Set no limits, only goals.

Submitted by: Isaac

In the art of contact juggling the whole aspect is mind over body to a degree. When you first saw it did you think it was possible for you to attain? I sure didn't think so. But after so hard earn work the impossible is not so impossible after all. You could almost say that the ball/balls become a part of you.

New to CJ? Start with buying several balls.

Submitted by: ktesh

Lets face it, you're new, you're gonna drop the ball... If you only have one ball, each and every time that
thing gets away from you, you're gonna have to chase it. If you have several balls, you don't have to chase
it each time you drop.

Once you get good. . . .Break the rules

Submitted by: KS

Once "proper" form has been learned, and you feel comfertable with your basic moves. . . .just break the rules. Go out of the ordinary to explore possible new moves or combinations. There are unlimited possibilities with just the butterfly, by breaking the rule of having it go over the tips of your fingers.

Warm up with a wave

Submitted by: magog

Hands together, ball running from side to side across your upturned fingertips, easy to learn, (watch your fingertips in the mirror), great trick for getting yourself into the right headspace......

Use hand lotion to restore a sparkle to your balls.

Submitted by: ktesh

It's bound to happen sooner or later, your ball is going to get scratched, scuffed, or even a small crack... then
as you practice, they get duller and duller in appearance.

I use hand lotion to restore a sparkle to my balls.

PS: Upscale stores in malls are a great source for free samples of hand lotion... or for you, perfume, and mirrors .

Use a small mesh stuff sack when practicing on public transportation,

Submitted by: ktesh

I ride the bus, and practice CJ. Occasionally I'll drop a ball, and then have to go chasing after it... with the bus in motion. (One driver is ready to have me banned from her bus).

I found that a small mesh stuff sack (found at a outdoor supply store for around $7 US) can keep the balls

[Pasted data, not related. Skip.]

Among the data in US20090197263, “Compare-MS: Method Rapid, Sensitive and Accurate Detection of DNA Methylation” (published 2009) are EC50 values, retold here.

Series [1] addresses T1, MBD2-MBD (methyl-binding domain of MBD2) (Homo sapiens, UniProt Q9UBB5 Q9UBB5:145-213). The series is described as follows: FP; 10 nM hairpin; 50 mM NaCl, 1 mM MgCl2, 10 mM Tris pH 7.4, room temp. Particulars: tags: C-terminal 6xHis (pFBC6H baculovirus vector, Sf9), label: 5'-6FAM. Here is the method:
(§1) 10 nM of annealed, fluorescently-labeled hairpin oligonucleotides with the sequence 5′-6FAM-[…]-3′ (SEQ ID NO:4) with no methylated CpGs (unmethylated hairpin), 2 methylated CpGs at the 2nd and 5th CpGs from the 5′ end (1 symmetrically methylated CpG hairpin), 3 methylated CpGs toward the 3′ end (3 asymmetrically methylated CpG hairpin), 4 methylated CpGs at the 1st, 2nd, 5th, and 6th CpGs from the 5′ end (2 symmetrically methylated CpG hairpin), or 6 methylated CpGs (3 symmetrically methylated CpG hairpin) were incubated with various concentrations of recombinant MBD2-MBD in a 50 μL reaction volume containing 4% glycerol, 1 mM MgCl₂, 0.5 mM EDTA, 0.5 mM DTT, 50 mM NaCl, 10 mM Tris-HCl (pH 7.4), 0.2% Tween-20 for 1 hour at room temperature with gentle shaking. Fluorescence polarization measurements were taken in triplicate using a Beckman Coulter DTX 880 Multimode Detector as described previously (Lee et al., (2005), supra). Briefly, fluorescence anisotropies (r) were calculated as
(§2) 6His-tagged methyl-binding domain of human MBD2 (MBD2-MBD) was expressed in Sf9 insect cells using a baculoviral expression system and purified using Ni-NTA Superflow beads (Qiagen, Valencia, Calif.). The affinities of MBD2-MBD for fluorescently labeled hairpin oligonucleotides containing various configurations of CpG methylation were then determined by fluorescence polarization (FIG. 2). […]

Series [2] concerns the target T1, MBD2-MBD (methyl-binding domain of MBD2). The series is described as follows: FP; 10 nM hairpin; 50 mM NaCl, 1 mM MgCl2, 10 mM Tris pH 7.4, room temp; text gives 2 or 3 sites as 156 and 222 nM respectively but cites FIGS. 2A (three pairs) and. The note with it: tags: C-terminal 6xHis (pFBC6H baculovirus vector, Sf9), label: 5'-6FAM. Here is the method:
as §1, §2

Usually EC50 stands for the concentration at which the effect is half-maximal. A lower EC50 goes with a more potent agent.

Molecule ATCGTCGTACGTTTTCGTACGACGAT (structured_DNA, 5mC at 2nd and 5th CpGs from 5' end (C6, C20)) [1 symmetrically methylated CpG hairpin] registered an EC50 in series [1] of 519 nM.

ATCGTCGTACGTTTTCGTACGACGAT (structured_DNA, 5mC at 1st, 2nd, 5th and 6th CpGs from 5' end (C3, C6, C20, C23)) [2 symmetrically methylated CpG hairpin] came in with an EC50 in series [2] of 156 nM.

from hitting the floor. I just pull the drawstring so that my hand (with a ball in it) cannot slip out, and voila, a
safe way to practice.

The bag also doubles to keep your balls from being loose in your backpack. TIP: How to Practice on Public Transportation.

Balance your muscles

Submitted by: spehar

Be sure to work opposite muscle groups. For example If you're practicing loads of palmspins you ought to work the muscles on the backs of your hands as well with skills that totally engage those muscles. This way you will avoid overworking the palms-- eventually tightening them all up, and underworking the back muscles-- causing them to atrophy

Never agree with them.

Submitted by: KS

So often people will say, "I could never do that" or "I am too uncoordinated to do that". DO NOT AGREE WITH THEM!! Hand them one of your old, beaten up acrylics, and teach them how to hold the ball in the cradle. Tell them that anybody can learn how to Contact Juggle.

Learn from mistakes

Submitted by: KS

Don't just make the same mistakes over and over again, learn each time you fail at some new move. Listen to your body: each muscle records what went wrong at the time of your mistake, and you can learn from it once you learn how. Also, if you have some weird mistake that looks kind of cool, fly with it! Turn a mistake into a new move.

Contact Juggling

dot org

LOG IN. register.
Never leave an acrylic unattended - it can focus the sun and cause a fire..